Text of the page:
“We are going about things completely the wrong way.” Lucy MacCallum Reynolds from Goodness Zero Waste talks to Northern Soul
What has happened to the zero waste movement during COVID-19? Well, even the most steadfast of sustainable influencers have resorted to stocking up on packaged food, and some large coffee chains removed their reusable cups. While all this has been a huge step back in the environmental battle to reduce single-use plastics, it’s entirely understandable given how little we know about the virus.
Regardless of how long the pandemic lasts, the problems with climate change and plastic pollution will still be with us when it’s all over. There are now reported to be more masks than jellyfish in the ocean with PPE being discovered in enormous quantities and, despite 199 scientists from 18 countries publishing a signed statement to reassure the public that reusable containers are safe during the pandemic, single-use items are still in mass circulation.
What can we do? Surely a priority should be to put pressure on those in power to make significant and long-lasting changes? One of the best ways to advocate for this is by investing our money in businesses which are trying to make a difference. One such proprietor is Lucy MacCallum Reynolds, owner of Goodness Zero Waste, a new plastic-free shop set to open its doors in Urmston, Greater Manchester at the end of August 2020.
But what exactly is a ‘zero waste’ store? Shops like MacCallum Reynolds’ outlet aim to drastically reduce single-use plastic packaging and, by only purchasing the amount of product required, decreasing the likelihood of food waste and reducing our impact on the environment.
“I don’t have a degree in environmental science, I’m just trying to make zero waste accessible,” says MacCallum Reynolds. “There’s still a preconception that it’s for a certain type of person who lives in a certain way and not for people who are busy.”
In addition to a large variety of foods, Goodness Zero Waste, whose slogan is ‘making a difference more convenient’, will also have refill stations for beauty and household products, an ethical gift section as well as a TerraCycle point (a collection bin where members of the public can drop off hard-to-recycle waste). There are also plans for a small coffee bar selling coffee from Manchester-based roasters Heart and Graft, a craft area for zero waste workshops, a clothes swap rail, and plastic-free recipe boxes. And there’s mention of wine and peanut butter refill machines.
The need for more sustainable practices is becoming a louder conversation, but its proposed solutions are still viewed as untenable. I consider myself a conscious consumer but the nearest zero waste shop is a 30-minute walk. I don’t drive so I often have to use a supermarket, particularly during the early stages of COVID-19 lockdown where movements were restricted. Despite some supermarket chains now selling reusable produce bags (around 30p each) and adopting paper bags in store, it’s pretty much impossible to shop plastic-free in their outlets.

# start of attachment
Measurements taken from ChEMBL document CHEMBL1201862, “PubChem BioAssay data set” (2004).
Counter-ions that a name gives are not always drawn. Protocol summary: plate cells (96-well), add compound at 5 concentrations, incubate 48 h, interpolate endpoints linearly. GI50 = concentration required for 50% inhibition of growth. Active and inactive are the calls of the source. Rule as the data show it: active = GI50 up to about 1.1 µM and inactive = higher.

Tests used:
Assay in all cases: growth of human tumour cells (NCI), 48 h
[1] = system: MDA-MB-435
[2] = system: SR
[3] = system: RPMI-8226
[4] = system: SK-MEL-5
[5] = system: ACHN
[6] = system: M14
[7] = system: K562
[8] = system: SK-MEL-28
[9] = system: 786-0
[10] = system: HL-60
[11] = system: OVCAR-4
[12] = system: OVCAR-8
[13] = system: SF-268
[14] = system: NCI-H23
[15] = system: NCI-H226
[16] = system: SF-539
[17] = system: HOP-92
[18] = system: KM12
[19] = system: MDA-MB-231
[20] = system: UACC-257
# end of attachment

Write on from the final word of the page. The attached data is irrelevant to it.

MacCallum Reynolds believes that the answer lies in accessibility. “If there was a zero waste shop opposite the supermarket where people could get things just as easily and know that it was ethical, local and sustainable then they’re more likely to give it a shot.”
After watching Our Planet and War on Plastics, MacCallum Reynolds became more aware of roadside litter and her own impact, so she began making an effort to reduce her plastic consumption. But it’s not a straightforward switch. “People are busy, we tend to grab what’s there and what’s there isn’t that great,” she says. Instead, MacCallum Reynolds turned to the internet for inspiration and advice before coming across Plastic Freedom, a sort of ethical superstore. “I began ordering from there and thought ‘how realistic is it that people have got time to go out of their way to do this and pay for postage as well?’. So I thought if we all need to do something, and we do all need to do something not just the odd person, it needs to be easier.”
She adds: “I didn’t realise there were zero waste shops at this point and I thought I’d come up with the whole concept. I thought ‘why isn’t this being done?’ but when I looked into it more, I realised that there’s a whole community out there. People often work against each other in business but, in this sector, everyone works together and helps each other out. It’s a supportive environment and I’m proud to be a part of it.”
As Goodness Zero Waste has a social purpose which benefits the environment and the community, MacCallum Reynolds was eligible for funding, but COVID-19 made accessing this impossible. MacCallum Reynolds secured £5,000 from NatWest as part of the lender’s Back Her Business scheme but the remainder of the financial backing came from an ‘all or nothing’ crowdfunder. “I couldn’t sleep that first night,” she admits. “I kept thinking ‘Why did I do all or nothing? I’m not going to reach that. People won’t donate.’”